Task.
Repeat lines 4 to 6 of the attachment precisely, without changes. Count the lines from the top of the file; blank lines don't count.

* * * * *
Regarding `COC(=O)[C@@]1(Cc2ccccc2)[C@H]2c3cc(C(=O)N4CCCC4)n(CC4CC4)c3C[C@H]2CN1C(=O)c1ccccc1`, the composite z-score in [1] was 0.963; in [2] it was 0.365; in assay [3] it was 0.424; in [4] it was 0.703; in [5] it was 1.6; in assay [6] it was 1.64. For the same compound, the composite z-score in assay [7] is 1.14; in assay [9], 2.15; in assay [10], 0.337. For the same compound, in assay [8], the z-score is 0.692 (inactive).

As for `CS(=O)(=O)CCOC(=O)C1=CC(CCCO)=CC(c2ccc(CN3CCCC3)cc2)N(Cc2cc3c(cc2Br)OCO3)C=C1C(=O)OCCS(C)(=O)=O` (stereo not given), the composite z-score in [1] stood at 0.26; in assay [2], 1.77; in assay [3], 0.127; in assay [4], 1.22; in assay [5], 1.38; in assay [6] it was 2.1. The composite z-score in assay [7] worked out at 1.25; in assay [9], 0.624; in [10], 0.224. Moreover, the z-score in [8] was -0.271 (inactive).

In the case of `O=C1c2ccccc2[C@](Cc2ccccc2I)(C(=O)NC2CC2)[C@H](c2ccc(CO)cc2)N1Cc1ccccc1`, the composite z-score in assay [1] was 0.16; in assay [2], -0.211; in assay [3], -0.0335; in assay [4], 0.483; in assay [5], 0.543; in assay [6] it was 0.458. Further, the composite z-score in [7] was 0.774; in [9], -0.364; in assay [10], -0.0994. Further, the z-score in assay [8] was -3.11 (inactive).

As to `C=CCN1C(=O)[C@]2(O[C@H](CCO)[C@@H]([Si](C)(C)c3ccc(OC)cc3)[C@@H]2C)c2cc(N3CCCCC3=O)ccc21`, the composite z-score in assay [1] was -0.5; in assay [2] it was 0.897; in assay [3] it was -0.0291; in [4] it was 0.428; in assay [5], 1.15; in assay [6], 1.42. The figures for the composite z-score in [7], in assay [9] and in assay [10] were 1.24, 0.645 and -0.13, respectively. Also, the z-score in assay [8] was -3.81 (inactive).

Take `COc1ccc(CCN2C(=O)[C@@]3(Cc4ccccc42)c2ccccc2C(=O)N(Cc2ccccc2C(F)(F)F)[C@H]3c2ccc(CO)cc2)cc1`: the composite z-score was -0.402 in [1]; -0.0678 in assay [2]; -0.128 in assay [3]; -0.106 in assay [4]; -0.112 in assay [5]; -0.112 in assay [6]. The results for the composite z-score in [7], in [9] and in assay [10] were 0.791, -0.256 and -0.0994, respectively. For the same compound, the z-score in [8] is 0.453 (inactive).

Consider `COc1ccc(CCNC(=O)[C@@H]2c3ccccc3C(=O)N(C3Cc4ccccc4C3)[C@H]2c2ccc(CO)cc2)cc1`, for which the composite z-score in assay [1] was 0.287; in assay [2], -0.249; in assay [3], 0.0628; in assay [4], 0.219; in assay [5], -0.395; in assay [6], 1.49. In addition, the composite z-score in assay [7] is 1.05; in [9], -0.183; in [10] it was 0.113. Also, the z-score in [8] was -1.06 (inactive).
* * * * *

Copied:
As to `C=CCN1C(=O)[C@]2(O[C@H](CCO)[C@@H]([Si](C)(C)c3ccc(OC)cc3)[C@@H]2C)c2cc(N3CCCCC3=O)ccc21`, the composite z-score in assay [1] was -0.5; in assay [2] it was 0.897; in assay [3] it was -0.0291; in [4] it was 0.428; in assay [5], 1.15; in assay [6], 1.42. The figures for the composite z-score in [7], in assay [9] and in assay [10] were 1.24, 0.645 and -0.13, respectively. Also, the z-score in assay [8] was -3.81 (inactive).

Take `COc1ccc(CCN2C(=O)[C@@]3(Cc4ccccc42)c2ccccc2C(=O)N(Cc2ccccc2C(F)(F)F)[C@H]3c2ccc(CO)cc2)cc1`: the composite z-score was -0.402 in [1]; -0.0678 in assay [2]; -0.128 in assay [3]; -0.106 in assay [4]; -0.112 in assay [5]; -0.112 in assay [6]. The results for the composite z-score in [7], in [9] and in assay [10] were 0.791, -0.256 and -0.0994, respectively. For the same compound, the z-score in [8] is 0.453 (inactive).

Consider `COc1ccc(CCNC(=O)[C@@H]2c3ccccc3C(=O)N(C3Cc4ccccc4C3)[C@H]2c2ccc(CO)cc2)cc1`, for which the composite z-score in assay [1] was 0.287; in assay [2], -0.249; in assay [3], 0.0628; in assay [4], 0.219; in assay [5], -0.395; in assay [6], 1.49. In addition, the composite z-score in assay [7] is 1.05; in [9], -0.183; in [10] it was 0.113. Also, the z-score in [8] was -1.06 (inactive).